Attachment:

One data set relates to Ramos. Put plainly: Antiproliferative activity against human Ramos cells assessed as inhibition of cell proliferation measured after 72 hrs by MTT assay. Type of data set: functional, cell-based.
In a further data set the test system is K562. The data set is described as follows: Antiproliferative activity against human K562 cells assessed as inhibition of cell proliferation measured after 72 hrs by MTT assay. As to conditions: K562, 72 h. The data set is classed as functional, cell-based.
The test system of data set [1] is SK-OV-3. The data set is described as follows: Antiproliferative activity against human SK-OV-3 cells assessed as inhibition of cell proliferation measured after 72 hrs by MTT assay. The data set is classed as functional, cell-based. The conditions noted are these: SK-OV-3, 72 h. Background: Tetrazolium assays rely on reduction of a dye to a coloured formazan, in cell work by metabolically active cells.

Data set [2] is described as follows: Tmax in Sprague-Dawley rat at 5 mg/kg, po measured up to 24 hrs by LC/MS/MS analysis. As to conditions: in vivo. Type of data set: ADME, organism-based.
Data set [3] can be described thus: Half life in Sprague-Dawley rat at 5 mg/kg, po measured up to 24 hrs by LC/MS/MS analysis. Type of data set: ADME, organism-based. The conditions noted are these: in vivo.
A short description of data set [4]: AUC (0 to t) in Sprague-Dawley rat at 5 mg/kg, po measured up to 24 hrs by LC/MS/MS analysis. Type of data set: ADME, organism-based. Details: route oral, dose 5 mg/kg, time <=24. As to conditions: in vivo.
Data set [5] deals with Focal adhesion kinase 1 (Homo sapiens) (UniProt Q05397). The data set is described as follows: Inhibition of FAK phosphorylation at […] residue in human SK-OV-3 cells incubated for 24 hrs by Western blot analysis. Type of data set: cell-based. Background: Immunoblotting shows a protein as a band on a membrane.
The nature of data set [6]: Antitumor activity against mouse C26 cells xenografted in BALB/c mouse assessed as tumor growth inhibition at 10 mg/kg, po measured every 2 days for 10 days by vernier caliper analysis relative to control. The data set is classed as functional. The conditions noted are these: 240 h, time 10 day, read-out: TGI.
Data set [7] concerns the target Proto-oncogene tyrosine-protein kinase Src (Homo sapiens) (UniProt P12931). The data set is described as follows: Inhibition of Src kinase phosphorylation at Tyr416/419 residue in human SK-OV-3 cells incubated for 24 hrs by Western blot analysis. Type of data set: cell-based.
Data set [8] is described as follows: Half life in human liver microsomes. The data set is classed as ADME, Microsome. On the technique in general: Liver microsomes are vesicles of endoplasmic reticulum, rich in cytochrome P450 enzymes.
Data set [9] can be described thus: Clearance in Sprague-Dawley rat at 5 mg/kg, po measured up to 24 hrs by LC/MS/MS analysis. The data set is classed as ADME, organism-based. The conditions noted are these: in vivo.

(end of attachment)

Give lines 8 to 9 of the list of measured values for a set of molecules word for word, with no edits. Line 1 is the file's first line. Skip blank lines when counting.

The nature of data set [6]: Antitumor activity against mouse C26 cells xenografted in BALB/c mouse assessed as tumor growth inhibition at 10 mg/kg, po measured every 2 days for 10 days by vernier caliper analysis relative to control. The data set is classed as functional. The conditions noted are these: 240 h, time 10 day, read-out: TGI.
Data set [7] concerns the target Proto-oncogene tyrosine-protein kinase Src (Homo sapiens) (UniProt P12931). The data set is described as follows: Inhibition of Src kinase phosphorylation at Tyr416/419 residue in human SK-OV-3 cells incubated for 24 hrs by Western blot analysis. Type of data set: cell-based.